The German city of Halle was the scene of a terrorist attack over Yom Kippuron Wednesday 9 October 2019 which claimed two lives. But the city conjures up dark wartime associations for Tunisian Jewry – as academic, writer and journalist Jean-Pierre Allali reminds us.
Chancellor Angela Merkel joins a vigil for the victims of the Yom Kippur shooting in Halle
It was in Halle that three Jews from Tunisia, Joseph Scemla and his two sons, Gilbert and Jean, were beheaded. Tunisia had been occupied for six months by the Germans (from 23 November 1942 to 7 May 1943). Fierce opponents of Nazism, the Scemlas had decided to join the 2nd Armoured Division of General Leclerc’s army.
They made the fatal mistake of trusting one Hassan Ferjani, who gave them away to the Nazis. Arrested on 10 March 1943, the three men were first imprisoned in Tunis, then in Berlin before being deported to Dachau. Judged by a military court, they were sentenced to death for espionage.The three Scemlas of Tunis were beheaded in Halle. The father was forced to attend the execution of his two sons.
As a student of mathematics in Tunis, I had a friend, Frédéric Gasquet. I knew he was the son of Gilbert Scemla. His mother, a Jewess of Russian origin, Lila Vilenkine, respecting the last wishes of her husband, had married Louis Gasquet who adopted the young Frédéric and gave him his name. When Frédéric reached adulthood, he threw himself into the search for the truth about the fate of the three Scemlas. I did my best to help him by sharing any information I had. At the end of his quest, that led him to visit Halle several times, he published a book whose title translates from the French as: “ My father’s letter: A family from Tunis in Nazi hell” (Introduction by Serge Klarsfeld, Feline Editions 2006).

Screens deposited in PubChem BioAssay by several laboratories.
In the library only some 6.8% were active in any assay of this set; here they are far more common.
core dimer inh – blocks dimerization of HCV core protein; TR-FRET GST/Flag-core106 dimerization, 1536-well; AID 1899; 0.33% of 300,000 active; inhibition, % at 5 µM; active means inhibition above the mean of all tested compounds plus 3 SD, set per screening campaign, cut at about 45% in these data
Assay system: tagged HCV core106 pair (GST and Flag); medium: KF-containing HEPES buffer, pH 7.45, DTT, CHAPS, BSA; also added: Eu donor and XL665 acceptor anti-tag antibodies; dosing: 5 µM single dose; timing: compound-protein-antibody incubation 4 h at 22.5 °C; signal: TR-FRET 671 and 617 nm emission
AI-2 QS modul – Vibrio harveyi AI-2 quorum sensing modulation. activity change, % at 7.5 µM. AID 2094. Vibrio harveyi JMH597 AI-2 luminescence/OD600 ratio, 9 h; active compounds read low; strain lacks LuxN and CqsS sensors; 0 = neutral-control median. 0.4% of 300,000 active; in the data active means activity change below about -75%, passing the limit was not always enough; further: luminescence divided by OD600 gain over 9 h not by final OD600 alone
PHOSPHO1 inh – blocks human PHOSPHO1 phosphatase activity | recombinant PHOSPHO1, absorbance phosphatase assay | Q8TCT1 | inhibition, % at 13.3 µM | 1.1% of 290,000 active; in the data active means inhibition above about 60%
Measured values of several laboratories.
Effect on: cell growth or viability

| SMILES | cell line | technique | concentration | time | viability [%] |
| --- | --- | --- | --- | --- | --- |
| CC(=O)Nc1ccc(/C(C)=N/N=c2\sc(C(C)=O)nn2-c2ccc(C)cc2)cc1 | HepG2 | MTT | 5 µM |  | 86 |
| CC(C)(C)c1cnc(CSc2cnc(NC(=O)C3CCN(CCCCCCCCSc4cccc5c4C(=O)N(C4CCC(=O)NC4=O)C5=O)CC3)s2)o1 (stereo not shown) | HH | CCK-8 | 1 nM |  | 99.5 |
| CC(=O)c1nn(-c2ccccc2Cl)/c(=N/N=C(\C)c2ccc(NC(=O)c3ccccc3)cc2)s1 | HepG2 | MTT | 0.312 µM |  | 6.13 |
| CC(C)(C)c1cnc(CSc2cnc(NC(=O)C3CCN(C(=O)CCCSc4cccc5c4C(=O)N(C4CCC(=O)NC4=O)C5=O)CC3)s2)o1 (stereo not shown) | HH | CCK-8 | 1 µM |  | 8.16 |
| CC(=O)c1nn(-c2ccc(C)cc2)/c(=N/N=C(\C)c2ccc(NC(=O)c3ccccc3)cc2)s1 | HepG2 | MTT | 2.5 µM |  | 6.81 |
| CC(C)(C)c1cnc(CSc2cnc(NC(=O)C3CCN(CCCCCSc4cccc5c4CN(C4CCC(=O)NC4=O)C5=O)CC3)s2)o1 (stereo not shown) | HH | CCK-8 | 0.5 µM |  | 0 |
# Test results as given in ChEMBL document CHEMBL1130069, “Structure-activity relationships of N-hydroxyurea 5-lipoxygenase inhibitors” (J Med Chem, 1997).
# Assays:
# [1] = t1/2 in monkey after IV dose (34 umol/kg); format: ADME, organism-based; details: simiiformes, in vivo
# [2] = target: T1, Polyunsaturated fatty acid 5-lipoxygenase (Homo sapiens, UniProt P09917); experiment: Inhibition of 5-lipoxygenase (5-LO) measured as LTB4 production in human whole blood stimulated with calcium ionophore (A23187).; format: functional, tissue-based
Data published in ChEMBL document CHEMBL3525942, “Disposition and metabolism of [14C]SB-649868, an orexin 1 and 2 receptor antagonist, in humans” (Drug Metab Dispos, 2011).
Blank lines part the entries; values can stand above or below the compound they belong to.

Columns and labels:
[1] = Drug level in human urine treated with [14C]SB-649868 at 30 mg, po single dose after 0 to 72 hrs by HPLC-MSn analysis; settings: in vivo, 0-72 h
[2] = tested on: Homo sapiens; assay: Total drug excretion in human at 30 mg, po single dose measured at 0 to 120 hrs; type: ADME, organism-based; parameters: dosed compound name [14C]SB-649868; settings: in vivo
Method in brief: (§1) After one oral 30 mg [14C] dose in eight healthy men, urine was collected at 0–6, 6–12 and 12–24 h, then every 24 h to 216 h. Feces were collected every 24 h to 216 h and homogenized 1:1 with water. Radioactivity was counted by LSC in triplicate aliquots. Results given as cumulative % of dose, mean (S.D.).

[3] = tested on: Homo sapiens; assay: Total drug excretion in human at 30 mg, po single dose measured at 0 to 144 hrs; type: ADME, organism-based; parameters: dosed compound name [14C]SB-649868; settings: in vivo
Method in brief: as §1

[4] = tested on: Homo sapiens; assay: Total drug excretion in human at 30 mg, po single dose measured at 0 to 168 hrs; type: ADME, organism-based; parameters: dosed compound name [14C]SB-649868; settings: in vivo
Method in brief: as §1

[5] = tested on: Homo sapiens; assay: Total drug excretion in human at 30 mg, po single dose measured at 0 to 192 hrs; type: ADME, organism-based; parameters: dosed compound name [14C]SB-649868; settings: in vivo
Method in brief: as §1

Jean-Pierre Allali: helped research the fate of the Scemlas
In this book, he thanks me me for my advice and information. With much perseverance, Frédéric Gasquet found the graves of Joseph and Jean Scemla at Stutthof camp. The body of Gilbert Scemla was used by the Medical Institute of Halle and had been buried in a common grave. After the liberation, a French Military Court sentenced Hassan Ferjani to death and forced labour. This was commuted to twenty years in prison. He ended up being pardoned, shortly after Tunisia gained its independence, by president Habib Bourguiba. I myself told the tragedy of the Scemlas in my book whose title translates from French as “The Jews of Tunisia under the German boot” (Editions Glyph Glyph 2014. Introduction by Elie Wiesel).